May 1, 2013

Untangling an Affair, Forgiveness, Trust & Love.


Two and a half years ago my husband had an affair.

That wasn’t supposed to happen.

He was the first man I truly trusted.

 Any fool knows men and women think differently at times, but the biggest difference is this. Men forget, but never forgive; women forgive, but never forget.
~ Robert Jordan

Forgiveness, as it turned out, was the easy part. But two and a half years later, there’s an underlying slow current of distrust. After the affair (which I wrote about here), it was a raging river that thrust me unwillingly across jagged rocks, around dangerous, sharp turns that threatened to dislodge my heart and cast it away never to be found again.

But I hung on for dear life, accepting the ride. Oh, it was far from easy and involved quite a bit of soul searching. Did I want to live in this tumultuous state, always expecting another shoe to drop? Forgiveness had only gone so far. An affair passes, but it is a wound that can only heal—truly heal—with layers of trust. And each layer requires an action that demonstrates love and acceptance; and that action can be as simple as grabbing onto my hand or a certain reassuring glance. Some layers require more actions. It’s complicated.

This doubt, apprehension, dusting of distrust trust or whatever you wanna call it resides inside of me (and always has). It’s not that enormous yet unseen boulder threatening to dislodge itself and hurtle down toward me when I least expected it, causing me to run (read: disconnect from my husband). It’s more like a gnat accompanied by thoughts like:

Is he really getting his hair cut or….

Is the new person he hired cute and will he…

Does he still have her number? Does she send him secret messages?

You get the idea. I don’t invite these thoughts. I’m working on observing them when they arise instead of allowing them to run amok in my head and send my confidence into a tailspin. I used to mention these silly trains of thought to my husband when distrust was more like a swarm of bees. Now that it’s a gnat, I refrain. I’m trying to untangle the whole mess within my head… but in reality, I probably need to let him help me a little.

Once a woman has forgiven her man, she must not reheat his sins for breakfast. ~ Marlene Dietrich

And love.

Love is a funny thing.

It’s there. I love him. (Sometimes he drives me crazy, believe me!) We realized our true love for each other during the affair’s hideous aftermath when the relationship could have easily imploded. We’re fortunate that we were good friends for about a year before we became a couple in love. That solid foundation saved our marriage.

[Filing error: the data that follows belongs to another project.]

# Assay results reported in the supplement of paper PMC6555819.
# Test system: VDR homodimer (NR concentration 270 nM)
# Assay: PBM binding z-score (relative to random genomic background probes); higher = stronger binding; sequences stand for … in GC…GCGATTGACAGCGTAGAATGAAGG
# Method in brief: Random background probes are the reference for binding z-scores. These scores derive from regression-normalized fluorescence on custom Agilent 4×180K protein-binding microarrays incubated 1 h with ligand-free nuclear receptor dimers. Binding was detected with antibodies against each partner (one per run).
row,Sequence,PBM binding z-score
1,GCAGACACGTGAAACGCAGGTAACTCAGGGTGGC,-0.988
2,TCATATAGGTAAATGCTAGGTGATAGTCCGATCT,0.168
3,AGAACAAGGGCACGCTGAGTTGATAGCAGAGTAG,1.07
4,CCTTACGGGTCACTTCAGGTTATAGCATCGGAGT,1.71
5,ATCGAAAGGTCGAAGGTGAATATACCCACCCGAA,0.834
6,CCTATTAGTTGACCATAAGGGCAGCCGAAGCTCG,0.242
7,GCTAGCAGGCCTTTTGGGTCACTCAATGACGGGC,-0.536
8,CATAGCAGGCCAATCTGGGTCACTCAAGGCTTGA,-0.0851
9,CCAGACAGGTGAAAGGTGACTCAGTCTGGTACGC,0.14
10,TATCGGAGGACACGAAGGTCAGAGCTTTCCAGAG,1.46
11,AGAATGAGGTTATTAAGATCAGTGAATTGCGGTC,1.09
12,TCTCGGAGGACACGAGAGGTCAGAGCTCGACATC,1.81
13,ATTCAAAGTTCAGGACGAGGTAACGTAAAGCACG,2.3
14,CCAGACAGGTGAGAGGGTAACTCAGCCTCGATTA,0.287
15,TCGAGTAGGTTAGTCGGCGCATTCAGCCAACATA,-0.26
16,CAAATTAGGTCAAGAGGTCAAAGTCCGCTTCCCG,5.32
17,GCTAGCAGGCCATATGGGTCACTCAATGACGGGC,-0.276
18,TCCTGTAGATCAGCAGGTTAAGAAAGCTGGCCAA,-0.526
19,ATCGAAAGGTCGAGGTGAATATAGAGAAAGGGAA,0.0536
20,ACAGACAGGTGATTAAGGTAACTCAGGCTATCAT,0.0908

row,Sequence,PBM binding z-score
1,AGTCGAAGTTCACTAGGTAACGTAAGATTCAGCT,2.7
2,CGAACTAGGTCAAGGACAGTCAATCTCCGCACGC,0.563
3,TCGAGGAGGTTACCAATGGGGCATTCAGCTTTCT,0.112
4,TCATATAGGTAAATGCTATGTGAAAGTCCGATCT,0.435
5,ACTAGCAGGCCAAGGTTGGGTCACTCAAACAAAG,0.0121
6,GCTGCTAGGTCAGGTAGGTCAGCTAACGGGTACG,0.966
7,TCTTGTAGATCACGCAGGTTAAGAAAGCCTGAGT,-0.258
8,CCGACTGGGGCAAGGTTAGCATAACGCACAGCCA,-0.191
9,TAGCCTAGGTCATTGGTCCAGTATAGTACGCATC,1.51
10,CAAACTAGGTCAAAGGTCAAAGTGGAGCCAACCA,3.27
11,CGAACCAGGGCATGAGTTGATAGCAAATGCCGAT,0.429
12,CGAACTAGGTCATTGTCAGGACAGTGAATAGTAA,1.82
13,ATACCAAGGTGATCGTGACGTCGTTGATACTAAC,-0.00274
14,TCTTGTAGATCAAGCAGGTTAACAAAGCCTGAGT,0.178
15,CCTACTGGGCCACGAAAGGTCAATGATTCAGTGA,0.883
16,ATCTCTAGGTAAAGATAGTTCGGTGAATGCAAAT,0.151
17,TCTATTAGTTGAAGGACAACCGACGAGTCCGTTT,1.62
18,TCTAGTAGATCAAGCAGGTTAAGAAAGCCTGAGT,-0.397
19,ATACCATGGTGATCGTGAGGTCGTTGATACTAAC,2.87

But trust—that rock solid trust with a capital “T”—is not entirely there. And I’m mad at him for it especially since he was the first living, breathing entity from the male species ever ever ever who I could count on to catch me if I fell (besides my dad, I suppose). And now I’m only 97—possibly 98—percent sure. I want to be 150 percent sure. (Or at least 100.)

To be wronged is nothing, unless you continue to remember it.
~ Confucius

I work on it. I know it’s not entirely his fault that the affair happened in the first place. I played my part.

We’re working together on being the partners we used to be back in the early years of our marriage. Yes, there’s marriage counseling involved (of course there is! I would be writing about single mom-hood right now had it not been for counseling.) and I highly recommend it.

A huuuuuge part of love is trust (doh!).

Please hold while I repeat myself, but I rue—fuckin’ rue—the day my husband knocked the trust out from under me. I’m a stronger person for it, yada yada yada. No, really. I am. But trust. Oh, trust. Why does that have to be so hard (I have many reasons, but seriously, why?!)?

The gnat will eventually become a speck of dust that I can just blow away. Or maybe I’ll just kill the f*ckin’ thing. Yep. That’s what I’m gonna do.

What about trusting myself? That may be the most important part of this process. That and accepting my husband for who he is and what we are together at this moment.

Forgiveness? That’s easy. Let me rephrase that: It’s easier than that capital “T” word that I repeated far too often (will you forgive me my superfluousness?).

Forgiveness in no way requires that you trust the one you forgive. ~ W. Paul Young, The Shack

Love like rain, can nourish from above, drenching couples with a soaking joy. But sometimes under the angry heat of life, love dries on the surface and must nourish from below, tending to its roots keeping itself alive.

~ Paulo Coelho, By the River Piedra I Sat Down and Wept

Forgiveness is not about forgetting. It is about letting go of another person’s throat……

Forgiveness does not create a relationship. Unless people speak the truth about what they have done and change their mind and behavior, a relationship of trust is not possible. When you forgive someone you certainly release them from judgment, but without true change, no real relationship can be established…

Forgiveness in no way requires that you trust the one you forgive. But should they finally confess and repent, you will discover a miracle in your own heart that allows you to reach out and begin to build between you a bridge of reconciliation… Forgiveness does not excuse anything…

You may have to declare your forgiveness a hundred times the first day and the second day, but the third day will be less and each day after, until one day you will realize that you have forgiven completely. And then one day you will pray for his wholeness……

~ W. Paul Young, The Shack

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First Acceptance—Then Forgiveness.

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